== Bike-Walk Alliance of NH ==
"Beware of the Beta!"
experience of using the Google bike mapping service in 2010
by Kenneth A. Colburn
Don't get me wrong; the inauguration of bicycling directions in Google Maps was one of 2010's highpoints for cycling. Maybe even the highpoint of mobility in the U.S., given our otherwise fossil-focused, four-wheeled, texticulating transportation system.
BUT, Google characterizes
its bicycle routes as "in beta" for a reason. And I recently found
out why. (See
my map and cue sheet here.)
I scooted out the door of my Meredith, New Hampshire home at about 3:00 PM on a recent summer Friday afternoon, heading northeast to Conway Lake about 40 miles away. I was bound there to visit my vacationing brother-in-law and his spouse at a shorefront campground. My wife would be driving up to meet us when she got out of work, and - after we all enjoyed a rare dinner together - she would cart me home.
At 57 years old, I'm just a recreational cyclist, but a reasonably serious one, putting about 2,000 miles on the road each year. Because I work out of my home, though, commuting by bicycle isn't an option. As a result, coupling rides with errands is particularly enjoyable for me, and I was overjoyed at being able to undertake a purposeful ride at the end of a long workweek.
I knew the first
25 miles of the route well, because they coincide with one of my favorite century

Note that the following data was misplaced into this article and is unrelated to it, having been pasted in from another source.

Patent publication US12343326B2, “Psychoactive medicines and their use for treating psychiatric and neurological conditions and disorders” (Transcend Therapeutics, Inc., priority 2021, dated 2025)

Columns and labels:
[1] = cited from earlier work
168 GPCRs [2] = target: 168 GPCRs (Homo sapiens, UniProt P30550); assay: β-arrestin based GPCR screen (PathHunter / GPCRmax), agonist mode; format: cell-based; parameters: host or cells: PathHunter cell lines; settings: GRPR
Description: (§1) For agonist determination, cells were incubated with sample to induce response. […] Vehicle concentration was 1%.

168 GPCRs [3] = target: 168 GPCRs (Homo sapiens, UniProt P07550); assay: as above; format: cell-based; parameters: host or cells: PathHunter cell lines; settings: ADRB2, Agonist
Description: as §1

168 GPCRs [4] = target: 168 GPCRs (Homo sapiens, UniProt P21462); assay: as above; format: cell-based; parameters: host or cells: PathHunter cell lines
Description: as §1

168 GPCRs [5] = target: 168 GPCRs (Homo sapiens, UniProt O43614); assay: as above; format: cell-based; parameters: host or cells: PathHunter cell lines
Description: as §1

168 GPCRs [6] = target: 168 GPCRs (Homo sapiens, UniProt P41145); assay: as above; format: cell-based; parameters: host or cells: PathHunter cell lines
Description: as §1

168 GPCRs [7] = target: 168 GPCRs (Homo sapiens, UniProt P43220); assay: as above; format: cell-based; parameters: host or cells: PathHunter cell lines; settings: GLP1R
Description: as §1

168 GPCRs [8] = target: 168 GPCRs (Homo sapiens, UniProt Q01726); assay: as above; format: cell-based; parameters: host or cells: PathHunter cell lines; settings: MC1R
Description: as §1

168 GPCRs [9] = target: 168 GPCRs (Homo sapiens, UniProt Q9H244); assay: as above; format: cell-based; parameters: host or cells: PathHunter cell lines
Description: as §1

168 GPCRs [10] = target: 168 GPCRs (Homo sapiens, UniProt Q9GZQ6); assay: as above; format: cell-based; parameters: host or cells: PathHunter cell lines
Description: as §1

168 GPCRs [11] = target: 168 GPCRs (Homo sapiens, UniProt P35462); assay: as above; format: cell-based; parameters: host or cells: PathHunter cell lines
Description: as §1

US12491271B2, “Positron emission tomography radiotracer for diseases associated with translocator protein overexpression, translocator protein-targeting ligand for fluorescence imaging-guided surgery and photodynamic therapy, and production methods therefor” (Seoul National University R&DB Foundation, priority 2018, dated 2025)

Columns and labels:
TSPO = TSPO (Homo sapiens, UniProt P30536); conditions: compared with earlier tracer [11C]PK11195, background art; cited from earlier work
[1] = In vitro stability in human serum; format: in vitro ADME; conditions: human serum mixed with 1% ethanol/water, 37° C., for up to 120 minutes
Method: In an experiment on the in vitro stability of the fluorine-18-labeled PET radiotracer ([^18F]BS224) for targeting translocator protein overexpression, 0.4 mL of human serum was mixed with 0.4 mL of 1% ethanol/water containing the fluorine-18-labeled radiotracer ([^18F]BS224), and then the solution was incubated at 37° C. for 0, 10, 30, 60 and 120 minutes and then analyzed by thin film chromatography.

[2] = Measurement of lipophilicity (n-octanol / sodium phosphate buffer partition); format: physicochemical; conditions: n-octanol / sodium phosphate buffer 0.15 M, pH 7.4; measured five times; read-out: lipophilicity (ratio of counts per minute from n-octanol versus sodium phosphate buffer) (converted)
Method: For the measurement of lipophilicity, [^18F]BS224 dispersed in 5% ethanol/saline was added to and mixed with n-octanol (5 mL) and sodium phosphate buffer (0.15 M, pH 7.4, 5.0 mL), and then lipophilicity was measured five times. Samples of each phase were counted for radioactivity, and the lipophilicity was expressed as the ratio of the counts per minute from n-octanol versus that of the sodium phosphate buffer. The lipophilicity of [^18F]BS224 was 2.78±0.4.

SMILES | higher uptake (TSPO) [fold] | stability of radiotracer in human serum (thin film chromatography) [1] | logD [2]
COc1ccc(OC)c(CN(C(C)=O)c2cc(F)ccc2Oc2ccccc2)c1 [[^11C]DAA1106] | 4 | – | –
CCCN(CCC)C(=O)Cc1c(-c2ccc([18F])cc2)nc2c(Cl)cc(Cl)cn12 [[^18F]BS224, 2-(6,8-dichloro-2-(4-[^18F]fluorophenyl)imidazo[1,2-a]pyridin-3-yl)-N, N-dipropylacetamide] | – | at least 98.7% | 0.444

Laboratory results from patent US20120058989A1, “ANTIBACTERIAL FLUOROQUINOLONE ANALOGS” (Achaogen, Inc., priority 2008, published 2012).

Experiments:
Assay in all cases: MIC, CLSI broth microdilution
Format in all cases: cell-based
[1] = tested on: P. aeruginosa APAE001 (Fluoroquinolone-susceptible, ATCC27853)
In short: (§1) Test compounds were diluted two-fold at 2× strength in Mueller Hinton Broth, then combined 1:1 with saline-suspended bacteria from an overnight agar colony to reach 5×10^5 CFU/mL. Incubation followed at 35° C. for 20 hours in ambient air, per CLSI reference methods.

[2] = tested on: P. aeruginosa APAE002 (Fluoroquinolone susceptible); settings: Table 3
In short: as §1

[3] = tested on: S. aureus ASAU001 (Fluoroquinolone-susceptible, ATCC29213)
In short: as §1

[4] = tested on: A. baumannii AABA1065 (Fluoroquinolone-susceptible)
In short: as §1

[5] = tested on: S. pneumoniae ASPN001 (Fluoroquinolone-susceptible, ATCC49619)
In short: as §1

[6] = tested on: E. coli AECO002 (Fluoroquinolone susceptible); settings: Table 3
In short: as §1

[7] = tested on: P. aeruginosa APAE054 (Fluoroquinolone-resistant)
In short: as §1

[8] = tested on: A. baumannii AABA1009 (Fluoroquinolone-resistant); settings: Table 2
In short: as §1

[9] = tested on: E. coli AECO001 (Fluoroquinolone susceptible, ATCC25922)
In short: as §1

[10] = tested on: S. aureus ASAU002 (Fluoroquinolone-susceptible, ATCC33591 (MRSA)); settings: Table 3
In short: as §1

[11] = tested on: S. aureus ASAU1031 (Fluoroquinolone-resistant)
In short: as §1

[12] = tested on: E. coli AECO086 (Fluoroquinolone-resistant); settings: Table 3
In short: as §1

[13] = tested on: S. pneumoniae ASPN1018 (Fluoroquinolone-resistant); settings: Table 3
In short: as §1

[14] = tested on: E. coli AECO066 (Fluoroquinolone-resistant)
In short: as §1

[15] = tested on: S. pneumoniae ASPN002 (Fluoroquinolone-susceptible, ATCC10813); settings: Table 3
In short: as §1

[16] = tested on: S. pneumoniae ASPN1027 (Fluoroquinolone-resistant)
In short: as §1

rides: Meredith, New Hampshire to Freeport, Maine - the home of L.L. Bean. But
having never been to Conway Lake, I didn't know the secondary roads northeast
of Ossipee at all, so I tapped into Google Map's bicycling directions. I was
a little anxious about the unknown route sections, but far more worried about
outracing the incipient rain heading toward Meredith from the northwest.
Apart from several hundred raindrops, I managed to get clear of the showers, riding east on Route 25 to Ossipee and Madison and averaging over 17 mph for the first 30 miles. Anyone who knows me knows this isn't usual - I'm normally more of a 14-15 mph kind of guy. All the more so here, because my route included hills in Meredith and Moultonborough.
rain? Averaging 17 mph alone? Was this a great day or what!?
In Madison, I turned to my cue sheets and started up Mooney Hill Road. And like all New England road names that include the word "Hill", they meant it. That's OK, I figured. That's why I rode my trusty, 15-year-old Klein -- it has a triple crank. (That and the prospect of rain, since it's no longer my "Sunday-best" ride.) So up the hill I went.
Then, just over a mile in, came the highway warning sign I half expected and wholly feared: "Pavement Ends". Oh well, I was running on pretty hard-packed gravel, so I figured I'd give it try. The option -- going around -- was about a 10-mile detour. That wouldn't be a huge problem, really, but I was on an errand, not just out for a ride. I had some cleaning up and visiting to do once I got there, after all.
I wasn't surprised that when I turned north onto Modock Hill Road, it stayed dirt. And that "Hill" thing factored in again. But the road surface still was serviceable. Just past Colby Hill Road, however, I was startled to run into a cul-de-sac. (Or, since it was a dirt road, I guess the proper label would be a "dead end" instead of a "cul-de-sac".)
Whatever it's called, it certainly wasn't supposed to there in the middle of my already marginal route. A Class 6, overgrown, double-track carried on ahead, but I was on my roadie, after all! I whipped out my iPhone to find that its GPS had blessed - albeit slow - reception. Sure enough, I wasn't lost, darn it! (Consider how often it is that you actually HOPE you're lost!) OK, I figured, I would tentatively try the double-track. Backtracking would cost me 15 miles at this point, and I had even less daylight left.